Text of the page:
How does the olfactory apparatus of vertebrates detect and discriminate thousands of odors? Our approach to elucidating the mechanisms of olfactory discrimination involves the characterization of odorant receptors and the neural pathways that they activate. We are also interested in the developmental mechanisms responsible for specifying odorant receptor expression in olfactory neurons and the pathfinding of these cells' axons to their appropriate targets. Finally, our lab is developing DNA microarray technologies to elucidate genome-wide patterns of gene expression in the nervous system.
The zebrafish olfactory system. The numerical and anatomical simplicity of the zebrafish olfactory system facilitates an analysis of the molecular and cellular basis of olfactory coding in a vertebrate species. In one line of investigation, we are defining the odorant-binding properties of cloned fish odorant receptors, as fish respond to water soluble cues that are more amenable as probes for biochemical analyses. The zebrafish also offers advantages for studying development; methods for the generation and screening of mutant zebrafish may permit genetic approaches for studying odorant receptor gene expression and olfactory neurogenesis. Genomic mapping of odorant receptor genes and reveals that, as in other vertebrate species, odorant receptor genes are clustered in the zebrafish genome. However, genes tightly linked within a cluster are not coordinately regulated, suggesting that the regulation of individual receptor genes require the interaction of specific trans-acting factors with proximal cis-regulatory sequences. We are pursuing a variety of approaches, including transgenic manipulations, to define the promoter sequences responsible for directing the developmentally-regulated expression of the odorant receptor genes.
Patterning in the olfactory bulb. Olfactory neurons expressing the same odorant receptor converge with great precision to a small number of glomeruli in the olfactory bulb. This suggests that spatial patterns of afferent innervation in the bulb are used to encode olfactory information. What are the mechanisms for specifying the pattern of olfactory neuron projections in the olfactory bulb? We are pursuing several complementary approaches to identify the molecules involved in olfactory axon pathfinding. Transgenic manipulations in the mouse and zebrafish are being used to assess the potential role of candidate genes in the formation of the olfactory sensory map. We are also utilizing DNA microarrays to search for molecules expressedin spatially-restricted patterns in the olfactory bulb; such molecules would be good candidates as guidance cues for ingrowing olfactory axons.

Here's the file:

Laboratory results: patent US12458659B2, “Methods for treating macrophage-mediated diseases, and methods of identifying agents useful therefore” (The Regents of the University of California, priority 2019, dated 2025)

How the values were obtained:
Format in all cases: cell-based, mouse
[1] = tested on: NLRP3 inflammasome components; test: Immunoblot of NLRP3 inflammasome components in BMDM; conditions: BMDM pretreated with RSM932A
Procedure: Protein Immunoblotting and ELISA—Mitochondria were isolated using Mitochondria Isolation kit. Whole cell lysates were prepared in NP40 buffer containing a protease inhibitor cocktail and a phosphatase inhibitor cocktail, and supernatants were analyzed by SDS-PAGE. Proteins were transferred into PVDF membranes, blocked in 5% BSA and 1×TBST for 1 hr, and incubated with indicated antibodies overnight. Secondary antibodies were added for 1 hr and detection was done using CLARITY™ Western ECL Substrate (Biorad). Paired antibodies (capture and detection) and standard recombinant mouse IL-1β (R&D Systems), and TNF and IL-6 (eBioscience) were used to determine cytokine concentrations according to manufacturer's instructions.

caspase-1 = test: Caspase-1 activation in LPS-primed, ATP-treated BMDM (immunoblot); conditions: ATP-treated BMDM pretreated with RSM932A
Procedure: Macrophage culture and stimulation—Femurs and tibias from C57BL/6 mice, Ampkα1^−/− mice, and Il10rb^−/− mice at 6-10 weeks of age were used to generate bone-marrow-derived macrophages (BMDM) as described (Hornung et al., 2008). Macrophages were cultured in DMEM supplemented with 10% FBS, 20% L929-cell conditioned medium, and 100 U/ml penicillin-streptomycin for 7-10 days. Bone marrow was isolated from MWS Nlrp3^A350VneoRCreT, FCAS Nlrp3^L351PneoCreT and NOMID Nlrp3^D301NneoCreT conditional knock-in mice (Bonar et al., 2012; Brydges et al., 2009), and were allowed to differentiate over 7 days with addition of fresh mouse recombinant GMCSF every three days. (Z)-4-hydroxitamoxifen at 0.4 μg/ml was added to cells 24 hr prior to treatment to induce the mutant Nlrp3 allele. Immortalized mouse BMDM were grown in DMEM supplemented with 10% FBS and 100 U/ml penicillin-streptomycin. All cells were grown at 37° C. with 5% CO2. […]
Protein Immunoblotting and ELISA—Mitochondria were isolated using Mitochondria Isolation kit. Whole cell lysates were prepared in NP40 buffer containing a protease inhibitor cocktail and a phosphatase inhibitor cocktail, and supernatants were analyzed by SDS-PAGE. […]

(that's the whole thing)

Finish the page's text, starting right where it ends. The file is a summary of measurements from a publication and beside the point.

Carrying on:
DNA microarrays. Recent advances, which include the sequencing of entire genomes of selected model systems and the ability to survey "genome-wide" patterns of gene expression, now allow the dissection of biological processes at unprecedented levels of detail. We have established in our laboratory the full capabilities for carrying out DNA microarray analysis of gene expression. These techniques allow the analysis of mRNA expression from tens of thousands of genes at a time. To date, we have created high-density cDNA microarrays from the mouse and the zebrafish. We are using these microarrays as tools to investigate patterns of developmentally-regulated and spatially-restricted patterns of gene expression in the vertebrate central nervous system.
Our research is focused on understanding the molecular mechanisms of cellular differentiation in the nervous system. To this end, we are developing and applying DNA microarray-based approaches to identify – on a genome-wide level – the genes and genetic programs that underlie the progression of cells from the undifferentiated stem cell to the mature cell state. The information gained from these studies will be used to interpret and guide future studies on the development of neuronal precursors and mature neurons from human embryonic stem cells. In addition, the expertise of the Functional Genomics Laboratory in DNA microarray approaches and statistical analysis of large-scale gene expression datasets will be made available to all investigators on campus studying human stem cell biology.
In the News
The National Institutes of Health today announced its first research grants through President Barack Obama’s BRAIN Initiative, including three awards to the University of California, Berkeley, totaling nearly $7.2 million over three years.
Three UC Berkeley scientists were among a gathering of the nation’s top scientists at the White House this morning (Tuesday, April 2) as President Barack Obama announced a major national initiative to develop new tools to create real-time traffic maps of the human brain.
Two UC Berkeley scientists, Jennifer Doudna and John Ngai, each will receive a $100,000 Grand Challenges Explorations grant from the Bill & Melinda Gates Foundation to explore innovative research that could impact global health.